Active Mode Locking with Higher Pulse Repetition Frequencies
Due to geometric constraints, it can be difficult to reach very high pulse repetition rates by making the laser resonator very short. A solution can be harmonic mode locking, where multiple pulses circulate in the laser resonator. The modulator frequency is then an integer multiple of the round-trip frequency. A variation of the method is rational harmonic mode locking, where the modulation frequency is the round-trip frequency times the ratio of two integers.
Comparison with Passive Mode Locking
Compared with passive mode locking, active mode locking typically generates pulses with a longer pulse duration. This is essentially because the pulse shortening effect of the modulator becomes less and less effective as the pulses get shorter. In contrast, a saturable absorber as used for passive mode locking can provide a faster loss modulation as the pulses get shorter.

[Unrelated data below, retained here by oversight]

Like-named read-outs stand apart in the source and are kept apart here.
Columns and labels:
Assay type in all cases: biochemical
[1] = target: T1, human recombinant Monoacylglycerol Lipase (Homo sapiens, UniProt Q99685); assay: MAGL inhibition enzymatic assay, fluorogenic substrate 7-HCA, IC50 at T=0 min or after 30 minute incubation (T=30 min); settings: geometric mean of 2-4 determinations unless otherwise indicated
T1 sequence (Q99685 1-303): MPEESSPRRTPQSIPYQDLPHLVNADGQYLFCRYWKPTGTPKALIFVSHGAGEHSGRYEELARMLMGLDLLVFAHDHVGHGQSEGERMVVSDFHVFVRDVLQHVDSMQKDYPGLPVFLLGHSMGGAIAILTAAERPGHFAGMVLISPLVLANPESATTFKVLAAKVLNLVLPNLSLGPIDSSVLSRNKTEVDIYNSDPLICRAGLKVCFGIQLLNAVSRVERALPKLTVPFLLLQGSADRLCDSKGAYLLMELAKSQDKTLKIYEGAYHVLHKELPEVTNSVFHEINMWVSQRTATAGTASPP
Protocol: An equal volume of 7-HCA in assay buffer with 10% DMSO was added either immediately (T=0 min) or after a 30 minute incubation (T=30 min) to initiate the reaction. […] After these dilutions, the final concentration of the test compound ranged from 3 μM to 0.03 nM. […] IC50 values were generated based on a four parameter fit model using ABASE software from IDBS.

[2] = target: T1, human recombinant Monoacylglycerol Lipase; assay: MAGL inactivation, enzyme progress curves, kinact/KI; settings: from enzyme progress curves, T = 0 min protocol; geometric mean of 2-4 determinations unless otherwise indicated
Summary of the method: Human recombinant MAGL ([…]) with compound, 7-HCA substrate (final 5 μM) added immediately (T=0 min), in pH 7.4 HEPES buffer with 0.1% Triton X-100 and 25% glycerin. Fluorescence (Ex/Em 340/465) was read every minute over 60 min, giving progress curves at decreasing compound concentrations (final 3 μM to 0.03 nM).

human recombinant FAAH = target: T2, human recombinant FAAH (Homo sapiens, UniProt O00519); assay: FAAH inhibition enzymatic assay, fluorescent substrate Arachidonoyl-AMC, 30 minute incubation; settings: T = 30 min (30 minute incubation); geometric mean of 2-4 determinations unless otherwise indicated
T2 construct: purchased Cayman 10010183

A further disadvantage of active mode locking is the need for an optical modulator, an electronic driver and (in most cases) means for synchronization (see above).
On the other hand, active mode locking can be the natural solution when pulse trains are required which are synchronized with some electronic signal, or when many lasers need to be operated in synchronism. Therefore, active mode locking is often used in the context of optical fiber communications.
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See also: mode locking, passive mode locking, mode-locked lasers, picosecond lasers, ultrashort pulses, Kuizenga–Siegman theory, synchronization of lasers
and other articles in the categories laser devices and laser physics, light pulses, methods